Friday, 20 September 2013 12:21

What's the Deal with Hard Cider?

Written by  Anya Zentmeyer
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Vander Mill Cider Vander Mill Cider PHOTO: Phil Artz

Legend has it that during the mid-19th century, hard cider (henceforth referred to simply as cider) was a mainstream staple of the old-timey U.S. consumers. In fact, scholars maintain that the alcoholic beverage was so mainstream, a significant part of workers' salaries were paid in cider until some kind of bogus amendment in 1887 made it illegal.

Shortly thereafter, German immigrants came to America armed to the teeth with beer propaganda, effectively pushing cider into our peripherals until it reared its apple-flavored head again over the last few years.

Cider is back, which is good news for us.

"I think that it's definitely due to craft brew, and not just craft brew like Founders, but also craft brew like the home brew movement," said Jason Lummen, a Grand Rapids native who founded his own brand called The Peoples Cider. "Where we find ourselves now is all of the sudden we're seeing cider as craft and starting to recognize that as part of the industry."

The Peoples Cider wasn't an official company until June 2011 and as it gained popularity, Lummen set up shop on the northeast side of Grand Rapids.

While a lot of commercial ciders exploit the sweeter side of the beverage, Lummen wanted something drier and more drinkable modeled after what he saw while studying abroad in Europe, and with all of #PureMichigan's resources at his disposal, found himself on the front lines of the so-called "cider renaissance."

Geographically speaking, Michigan is the third largest producer of apples in the Midwest, making for easy access to the locally grown crop. However, as an added bonus, Lummen said West Michigan apples have a correct sugar and acid content for juicing and subsequently for making cider.

"I take time with it. I don't sulfate or condition my cider in any way," he said. "I tend to work more holistically with the winemaking process."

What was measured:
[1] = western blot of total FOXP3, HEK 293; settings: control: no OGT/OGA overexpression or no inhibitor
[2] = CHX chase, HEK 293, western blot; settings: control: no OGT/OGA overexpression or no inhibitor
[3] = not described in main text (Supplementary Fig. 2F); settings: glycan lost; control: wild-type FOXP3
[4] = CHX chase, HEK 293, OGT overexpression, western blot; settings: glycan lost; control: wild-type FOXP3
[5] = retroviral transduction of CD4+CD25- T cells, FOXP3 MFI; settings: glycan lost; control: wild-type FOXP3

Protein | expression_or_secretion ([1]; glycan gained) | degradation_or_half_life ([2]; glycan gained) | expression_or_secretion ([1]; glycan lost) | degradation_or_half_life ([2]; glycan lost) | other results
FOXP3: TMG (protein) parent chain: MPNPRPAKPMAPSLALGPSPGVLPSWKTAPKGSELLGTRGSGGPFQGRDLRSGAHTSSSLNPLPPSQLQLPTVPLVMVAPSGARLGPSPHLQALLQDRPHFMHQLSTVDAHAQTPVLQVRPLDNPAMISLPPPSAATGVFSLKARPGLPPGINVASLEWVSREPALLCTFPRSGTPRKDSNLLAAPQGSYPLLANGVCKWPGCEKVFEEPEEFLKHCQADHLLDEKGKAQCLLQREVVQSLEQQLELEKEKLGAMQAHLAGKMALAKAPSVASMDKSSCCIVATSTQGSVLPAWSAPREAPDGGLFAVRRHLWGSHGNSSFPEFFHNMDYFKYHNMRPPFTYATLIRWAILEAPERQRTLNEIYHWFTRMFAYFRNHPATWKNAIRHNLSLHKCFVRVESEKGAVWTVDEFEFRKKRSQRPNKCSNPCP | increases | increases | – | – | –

Sietsema Orchard in Ada is another local micro-cider maker that takes a more holistic approach to the fermentation process, which inherently creates a drier cider that owner Andy Sietsema says appeals to the craft beer crowd. Sietsema's most popular cider, however, is still the red label, their sweetest flavor.

"I will say that with the consumer, the cider maker, or us local micro-cider makers, have this kind of education process about what real cider is," Sietsema said. "I let them know what the macro ciders are without putting them down too much. Us small guys do need those macros still, too. They're bringing a lot of notoriety to cider, you know, nationally."

According to a consumer report issued by Nielsen in November 2012, ciders grew in popularity by 65 percent in the U.S. from 2011 to 2012, with 54 new items added to the market over that same time period. The report claims the "small category" is poised for "big growth" over the next few years, attributing their projections to three major factors: the craft beer movement, national distribution and more than anything else, the millennial generation.

Cider also finds strength in its ingredients. Made only with fruit juice and no grain whatsoever, the gluten-free refreshment creates an alternative to beer for people with dietary restrictions.

West Michigan cider production is also extending beyond the state, with brands like Vander Mill Cider in Spring Lake making waves not only locally, but in the Chicago area, too. In May, the company underwent a $600,000, 3,500-square-foot facilities expansion to accommodate the 100,000 gallons of hard cider they expect to produce this year. Vander Mill Cider is now sold at more than 600 retail outlets and 200 pubs in Michigan and the Chicago area.

The increased demand is true for Sietsema, too, who recently signed on with a distributor after self-distribution to 15 or so local retailers became too hard to keep up with. He's making his cider more available not only in West Michigan, but on the east side of the state, and he expects his number of retailers to triple.

"It's that craft beer person who is looking for something here in West Michigan that's right out of their back door, so to speak," Sietsema said.

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